Some lamb heads

The road was straight and flat with a slight tailwind. We cycled some effortless kilometres along a wide, barren valley. The only interest was another police passport check.

View off the side of the road

View off the side of the road

Quchan seems to be very conservative. All women walk around fully covered in black. Even the hairdresser has thick curtains so as to prevent men from seeing women unveiled.

Hairdresser

Hairdresser


Some acrobatics as I escaped from our humble abode followed by a steep descent and then a long slog up to Bojnurd.

The road to Bojnurd

The road to Bojnurd

Again the scenery changed – from the bare high mountain scenes to a wide flat green valley, still at 1000m. Cycling you see the changes slowly pass by, and you feel the rises and the drops. Michael needed to get a new pedal, and so our destination was the bike shop. We now find ourselves staying with a friend of a bike shop people – a warm welcome in this sunny city.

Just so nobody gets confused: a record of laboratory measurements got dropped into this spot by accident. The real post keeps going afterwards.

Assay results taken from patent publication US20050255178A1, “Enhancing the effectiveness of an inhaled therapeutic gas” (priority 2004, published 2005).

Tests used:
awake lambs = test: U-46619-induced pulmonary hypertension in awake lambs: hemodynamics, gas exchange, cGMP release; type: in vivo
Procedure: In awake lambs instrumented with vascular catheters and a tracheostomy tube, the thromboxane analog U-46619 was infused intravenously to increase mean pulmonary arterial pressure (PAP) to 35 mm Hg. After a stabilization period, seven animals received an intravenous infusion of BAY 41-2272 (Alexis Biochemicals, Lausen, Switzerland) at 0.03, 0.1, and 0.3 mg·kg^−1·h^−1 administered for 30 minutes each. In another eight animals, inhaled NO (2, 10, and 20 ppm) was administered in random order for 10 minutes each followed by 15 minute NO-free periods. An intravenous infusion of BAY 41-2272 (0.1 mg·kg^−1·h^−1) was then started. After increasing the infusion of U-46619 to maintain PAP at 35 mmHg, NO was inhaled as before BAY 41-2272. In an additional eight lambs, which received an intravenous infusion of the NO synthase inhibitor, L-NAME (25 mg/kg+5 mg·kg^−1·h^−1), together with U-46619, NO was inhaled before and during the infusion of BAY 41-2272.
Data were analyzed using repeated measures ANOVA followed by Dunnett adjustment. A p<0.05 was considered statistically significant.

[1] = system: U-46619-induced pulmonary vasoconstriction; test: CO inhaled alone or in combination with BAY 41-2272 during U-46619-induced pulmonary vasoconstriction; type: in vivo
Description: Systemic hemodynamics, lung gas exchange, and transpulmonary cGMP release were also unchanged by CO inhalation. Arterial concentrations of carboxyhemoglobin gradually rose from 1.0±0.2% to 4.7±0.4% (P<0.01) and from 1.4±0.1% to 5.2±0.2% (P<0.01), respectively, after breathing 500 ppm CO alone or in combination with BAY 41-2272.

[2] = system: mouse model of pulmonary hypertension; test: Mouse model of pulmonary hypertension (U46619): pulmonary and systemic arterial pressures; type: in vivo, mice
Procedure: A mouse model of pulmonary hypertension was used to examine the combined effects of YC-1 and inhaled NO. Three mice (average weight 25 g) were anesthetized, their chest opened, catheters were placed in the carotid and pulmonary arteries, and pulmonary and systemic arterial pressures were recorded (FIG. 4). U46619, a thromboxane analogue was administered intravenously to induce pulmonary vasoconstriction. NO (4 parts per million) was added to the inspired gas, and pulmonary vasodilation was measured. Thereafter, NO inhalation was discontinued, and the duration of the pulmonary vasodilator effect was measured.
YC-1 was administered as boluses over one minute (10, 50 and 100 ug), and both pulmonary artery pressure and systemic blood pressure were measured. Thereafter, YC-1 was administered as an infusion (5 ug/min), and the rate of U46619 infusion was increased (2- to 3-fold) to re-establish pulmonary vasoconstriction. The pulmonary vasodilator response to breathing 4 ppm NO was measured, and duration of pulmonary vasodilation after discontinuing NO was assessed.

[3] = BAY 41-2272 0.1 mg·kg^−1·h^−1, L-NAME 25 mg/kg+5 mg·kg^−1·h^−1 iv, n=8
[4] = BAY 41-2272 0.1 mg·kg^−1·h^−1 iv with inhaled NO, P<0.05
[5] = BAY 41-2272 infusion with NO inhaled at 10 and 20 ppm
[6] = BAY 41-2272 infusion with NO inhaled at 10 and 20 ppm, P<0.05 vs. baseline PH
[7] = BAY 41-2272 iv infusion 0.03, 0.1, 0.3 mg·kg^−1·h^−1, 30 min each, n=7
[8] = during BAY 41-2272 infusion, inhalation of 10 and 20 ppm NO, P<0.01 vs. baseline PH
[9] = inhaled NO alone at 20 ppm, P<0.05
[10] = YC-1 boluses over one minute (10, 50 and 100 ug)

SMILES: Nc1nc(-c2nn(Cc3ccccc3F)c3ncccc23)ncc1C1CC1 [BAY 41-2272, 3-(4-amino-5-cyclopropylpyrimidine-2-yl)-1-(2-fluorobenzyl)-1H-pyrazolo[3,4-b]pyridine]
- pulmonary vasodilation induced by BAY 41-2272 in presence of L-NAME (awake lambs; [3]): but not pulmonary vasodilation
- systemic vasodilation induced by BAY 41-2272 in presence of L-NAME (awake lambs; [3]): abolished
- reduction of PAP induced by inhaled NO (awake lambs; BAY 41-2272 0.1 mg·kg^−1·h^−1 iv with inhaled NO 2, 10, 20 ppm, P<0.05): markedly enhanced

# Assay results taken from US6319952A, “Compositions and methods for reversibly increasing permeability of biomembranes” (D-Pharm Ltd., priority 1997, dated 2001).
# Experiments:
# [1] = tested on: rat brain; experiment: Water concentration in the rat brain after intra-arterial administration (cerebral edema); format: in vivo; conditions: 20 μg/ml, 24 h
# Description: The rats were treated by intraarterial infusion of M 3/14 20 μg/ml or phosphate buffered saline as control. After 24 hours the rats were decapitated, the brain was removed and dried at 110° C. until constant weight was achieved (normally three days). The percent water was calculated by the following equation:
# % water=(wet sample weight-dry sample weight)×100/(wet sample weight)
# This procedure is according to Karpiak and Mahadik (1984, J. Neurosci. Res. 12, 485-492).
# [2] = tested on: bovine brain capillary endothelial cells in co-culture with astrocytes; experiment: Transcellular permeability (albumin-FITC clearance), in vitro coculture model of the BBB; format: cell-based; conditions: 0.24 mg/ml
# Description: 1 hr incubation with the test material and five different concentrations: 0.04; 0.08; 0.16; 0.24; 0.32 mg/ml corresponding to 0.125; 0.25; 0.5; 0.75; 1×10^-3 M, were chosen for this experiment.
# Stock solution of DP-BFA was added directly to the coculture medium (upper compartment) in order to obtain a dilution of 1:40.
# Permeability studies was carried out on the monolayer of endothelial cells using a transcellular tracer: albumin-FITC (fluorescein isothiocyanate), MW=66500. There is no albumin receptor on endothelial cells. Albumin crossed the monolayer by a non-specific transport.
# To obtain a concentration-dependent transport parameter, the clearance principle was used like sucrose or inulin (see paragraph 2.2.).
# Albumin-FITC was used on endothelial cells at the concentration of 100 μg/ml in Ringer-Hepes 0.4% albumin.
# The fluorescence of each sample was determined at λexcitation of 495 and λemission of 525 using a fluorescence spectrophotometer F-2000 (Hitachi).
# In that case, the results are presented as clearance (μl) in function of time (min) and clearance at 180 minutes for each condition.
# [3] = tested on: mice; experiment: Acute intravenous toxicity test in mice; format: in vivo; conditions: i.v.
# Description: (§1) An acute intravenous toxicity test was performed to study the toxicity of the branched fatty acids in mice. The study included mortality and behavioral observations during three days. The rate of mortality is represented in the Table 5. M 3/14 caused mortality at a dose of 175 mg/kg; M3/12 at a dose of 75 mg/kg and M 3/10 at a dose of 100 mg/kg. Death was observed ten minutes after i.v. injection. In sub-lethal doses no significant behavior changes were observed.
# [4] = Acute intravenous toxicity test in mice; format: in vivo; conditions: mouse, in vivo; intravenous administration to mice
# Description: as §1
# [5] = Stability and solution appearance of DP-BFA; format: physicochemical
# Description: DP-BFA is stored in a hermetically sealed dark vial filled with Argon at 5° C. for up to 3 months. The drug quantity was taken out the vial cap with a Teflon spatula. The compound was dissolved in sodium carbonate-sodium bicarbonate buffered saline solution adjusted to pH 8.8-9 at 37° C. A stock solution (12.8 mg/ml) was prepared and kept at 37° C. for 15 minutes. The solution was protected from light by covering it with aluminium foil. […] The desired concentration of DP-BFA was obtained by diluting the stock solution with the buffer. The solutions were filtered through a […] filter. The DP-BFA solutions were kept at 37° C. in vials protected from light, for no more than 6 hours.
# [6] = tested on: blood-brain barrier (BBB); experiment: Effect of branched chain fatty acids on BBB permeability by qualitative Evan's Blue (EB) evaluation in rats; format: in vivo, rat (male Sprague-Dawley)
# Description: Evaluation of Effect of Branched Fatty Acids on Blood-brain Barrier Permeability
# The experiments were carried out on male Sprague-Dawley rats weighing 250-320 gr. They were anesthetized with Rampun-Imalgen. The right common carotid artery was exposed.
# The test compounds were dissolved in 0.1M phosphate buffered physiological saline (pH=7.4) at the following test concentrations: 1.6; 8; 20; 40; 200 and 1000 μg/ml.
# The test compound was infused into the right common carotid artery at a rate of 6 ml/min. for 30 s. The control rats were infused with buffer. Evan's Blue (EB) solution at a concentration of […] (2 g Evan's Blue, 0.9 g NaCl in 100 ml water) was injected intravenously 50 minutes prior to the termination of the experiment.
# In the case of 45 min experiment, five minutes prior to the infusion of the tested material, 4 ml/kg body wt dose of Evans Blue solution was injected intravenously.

Farming country, dense forest, picnickers, wild pigs being fed (maybe they should be called tame pigs), rugged, dry, high mountain plains. Tailwind, sidewind. Sun. We are sleeping on the carpets in the mosque meeting room. A beautiful day.

The road to Chaman Bid

The road to Chaman Bid

We started today at 100m and climbed to 1500m, and saw the landscape change. The Golestan National Park marked the start of the greenery. And it was dense. Lots of weekend picnickers were out and about, lying on their rugs in the shade, or feeding the wild pigs. Others were cruising down the road with the car windows open and the music thumping.

Wild (?) pigs in the Golestan National Park

Wild (?) pigs in the Golestan National Park

Golestan National Park

Golestan National Park

Then the scenery changed to dry. It was nice to see the transformation take place.

On the way to Chaman Bid

On the way to Chaman Bid

On the way to Chaman Bid

On the way to Chaman Bid

On the way to Chaman Bid

On the way to Chaman Bid

We’re at the top of the high pass. Tomorrow first down before climbing into Bojnurd.

Day 125. 99km. Aliabad – Loveh

Posted: August 14, 2015 in Cycling
Tags: , , ,

Sitting in the little village of Loveh, we are the talk of the town tonight. We have just talked with the next group of kids that came to visit with their mothers. Our tents are set up next to a bubbling brook looking out over the valley. It will be an early night tonight.

Our camping spot in Loveh

Our camping spot in Loveh